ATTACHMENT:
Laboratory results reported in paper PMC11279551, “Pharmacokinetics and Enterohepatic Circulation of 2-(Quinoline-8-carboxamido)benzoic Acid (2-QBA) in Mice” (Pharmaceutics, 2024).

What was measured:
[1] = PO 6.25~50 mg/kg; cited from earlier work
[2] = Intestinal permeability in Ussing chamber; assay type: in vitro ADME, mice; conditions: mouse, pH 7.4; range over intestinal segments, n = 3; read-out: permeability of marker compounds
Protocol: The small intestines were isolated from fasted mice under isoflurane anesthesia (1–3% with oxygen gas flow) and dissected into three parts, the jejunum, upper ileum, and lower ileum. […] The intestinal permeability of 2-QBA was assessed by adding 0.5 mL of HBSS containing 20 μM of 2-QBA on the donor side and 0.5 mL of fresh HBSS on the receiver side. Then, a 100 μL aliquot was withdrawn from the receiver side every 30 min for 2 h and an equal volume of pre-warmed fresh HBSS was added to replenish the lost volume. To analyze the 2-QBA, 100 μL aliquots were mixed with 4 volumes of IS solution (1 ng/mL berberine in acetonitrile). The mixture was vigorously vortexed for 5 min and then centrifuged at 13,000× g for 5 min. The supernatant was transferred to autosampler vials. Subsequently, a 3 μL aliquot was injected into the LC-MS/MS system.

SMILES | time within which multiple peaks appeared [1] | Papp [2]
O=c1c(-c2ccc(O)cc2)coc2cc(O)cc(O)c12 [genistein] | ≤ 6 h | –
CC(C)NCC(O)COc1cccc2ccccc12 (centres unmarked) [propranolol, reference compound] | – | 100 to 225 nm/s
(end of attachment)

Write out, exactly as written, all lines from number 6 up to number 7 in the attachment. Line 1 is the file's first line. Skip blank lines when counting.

SMILES | time within which multiple peaks appeared [1] | Papp [2]
O=c1c(-c2ccc(O)cc2)coc2cc(O)cc(O)c12 [genistein] | ≤ 6 h | –